Brian Stempeck: Last year we saw Congress with the energy bill with the ethanol mandate. There's also a number of tax credits for ethanol. Is there really a need for any more policies when it comes to corn based ethanol? I mean it seems like the industry pretty much has everything it needs at this point.
Samantha Slater: They do have a lot of what they need at this point. From the corn grower perspective about 50 percent of the ethanol plants currently up and running today are farmer owned ethanol plants. We will be focusing, over the next year, next several years, on keeping farmer ownership and at least keeping the 50 percent, if not increasing that. That's very important to our growers. And also working on other bio based products, other value added markets, which are very important to our growers. And then of course, first and foremost, is successfully implementing the RFFs. It's a big priority for us.
Brian Stempeck: And the other thing the forest industry is working on is basically taking biomass and turning it, as you mentioned, into natural gas and powering a lot of timber plants, powering actual buildings with that. Talk about some of the products that are going on in terms of how that happens.
Owen Squires: Well throughout the forest products industry right now, like at the mill I work at in Lewiston, we have a 50 MW generator that we use biomass in. The thing that a lot of people don't realize is that stuff used to be burned up in smoke. There is a pilot project that's being looked at in Arkansas, to turn biomass into, in a bio refining project, which will supply half the natural gas, maybe 80 percent of the natural gas needs of the mill down there. And also when the project is finished will produce 650,000 barrels of crude oil a year. We use 20 million barrels of crude oil a day in this country. And what we need to do is to bring ag and the timber industry together, under a mandate from the government, well funded, to get away from that, so that we're not importing all that. And we can do that if Congress and the states will work together with ag. The basis of this country is agriculture. It doesn't make any difference if you're harvesting trees or if you're harvesting corn. It's agriculture. And we need to protect the ag community and we need to utilize those materials that come off from the ag community and off from the forest floor. Because it's going to take us all to do this. And Congress needs to get that done.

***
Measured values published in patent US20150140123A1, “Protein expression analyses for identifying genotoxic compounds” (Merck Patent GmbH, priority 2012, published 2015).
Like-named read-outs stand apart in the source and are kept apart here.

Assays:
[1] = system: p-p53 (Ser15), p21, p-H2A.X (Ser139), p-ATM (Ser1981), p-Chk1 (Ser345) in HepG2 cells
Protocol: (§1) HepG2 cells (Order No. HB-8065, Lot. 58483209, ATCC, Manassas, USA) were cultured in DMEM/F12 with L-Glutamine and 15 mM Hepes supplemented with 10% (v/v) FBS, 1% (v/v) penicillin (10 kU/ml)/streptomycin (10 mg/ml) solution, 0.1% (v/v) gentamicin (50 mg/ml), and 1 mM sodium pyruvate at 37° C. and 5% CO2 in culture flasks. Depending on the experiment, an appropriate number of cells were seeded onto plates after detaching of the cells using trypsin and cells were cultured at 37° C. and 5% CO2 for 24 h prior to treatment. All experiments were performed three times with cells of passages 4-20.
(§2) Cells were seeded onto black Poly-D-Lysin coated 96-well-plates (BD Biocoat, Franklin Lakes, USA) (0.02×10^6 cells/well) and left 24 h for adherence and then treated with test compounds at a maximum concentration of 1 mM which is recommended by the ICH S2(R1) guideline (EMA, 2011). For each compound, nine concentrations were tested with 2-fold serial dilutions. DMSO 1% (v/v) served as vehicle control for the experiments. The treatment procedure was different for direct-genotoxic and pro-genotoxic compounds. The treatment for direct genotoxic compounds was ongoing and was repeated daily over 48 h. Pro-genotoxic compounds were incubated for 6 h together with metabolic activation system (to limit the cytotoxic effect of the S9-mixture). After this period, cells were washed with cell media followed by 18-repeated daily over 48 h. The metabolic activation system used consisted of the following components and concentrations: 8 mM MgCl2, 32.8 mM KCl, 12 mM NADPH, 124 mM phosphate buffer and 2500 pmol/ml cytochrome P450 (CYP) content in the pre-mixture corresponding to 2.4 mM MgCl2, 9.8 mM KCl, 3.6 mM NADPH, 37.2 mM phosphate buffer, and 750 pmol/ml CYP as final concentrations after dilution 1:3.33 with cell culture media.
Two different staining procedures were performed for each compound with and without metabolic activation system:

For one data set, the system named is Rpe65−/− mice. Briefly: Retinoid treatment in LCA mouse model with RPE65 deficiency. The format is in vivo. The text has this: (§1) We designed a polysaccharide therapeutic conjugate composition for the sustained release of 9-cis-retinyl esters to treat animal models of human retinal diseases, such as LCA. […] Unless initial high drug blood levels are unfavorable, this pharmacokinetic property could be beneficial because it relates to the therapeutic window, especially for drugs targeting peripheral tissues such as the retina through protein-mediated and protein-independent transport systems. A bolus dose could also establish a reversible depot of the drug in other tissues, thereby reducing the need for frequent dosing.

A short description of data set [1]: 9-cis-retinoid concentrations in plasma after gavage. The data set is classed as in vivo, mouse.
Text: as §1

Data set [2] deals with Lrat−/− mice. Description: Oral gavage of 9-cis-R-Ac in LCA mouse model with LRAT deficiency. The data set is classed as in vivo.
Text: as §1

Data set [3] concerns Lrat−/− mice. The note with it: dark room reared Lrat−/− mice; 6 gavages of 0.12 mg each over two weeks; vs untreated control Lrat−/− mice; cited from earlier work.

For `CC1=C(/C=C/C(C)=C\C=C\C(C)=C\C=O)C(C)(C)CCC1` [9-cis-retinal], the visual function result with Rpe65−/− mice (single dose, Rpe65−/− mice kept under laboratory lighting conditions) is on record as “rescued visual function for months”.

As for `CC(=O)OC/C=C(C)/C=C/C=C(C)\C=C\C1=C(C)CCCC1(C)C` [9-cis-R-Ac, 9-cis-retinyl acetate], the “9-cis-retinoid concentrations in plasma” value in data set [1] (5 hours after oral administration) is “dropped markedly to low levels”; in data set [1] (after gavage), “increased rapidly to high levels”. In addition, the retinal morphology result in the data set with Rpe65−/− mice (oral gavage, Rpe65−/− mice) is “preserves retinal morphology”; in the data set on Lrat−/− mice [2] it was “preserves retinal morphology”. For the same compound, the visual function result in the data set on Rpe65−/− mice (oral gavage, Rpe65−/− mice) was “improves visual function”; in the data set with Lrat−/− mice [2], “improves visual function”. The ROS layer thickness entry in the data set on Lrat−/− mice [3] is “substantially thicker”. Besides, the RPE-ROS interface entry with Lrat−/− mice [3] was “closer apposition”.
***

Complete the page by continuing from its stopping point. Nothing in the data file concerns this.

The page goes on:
Brian Stempeck: All right. We're out of time. Thank you so much for being here today.
Samantha Slater: Thank you.
Owen Squires: Thank you.
Brian Stempeck: I'm Brian Stempeck. This is OnPoint. Thanks for watching.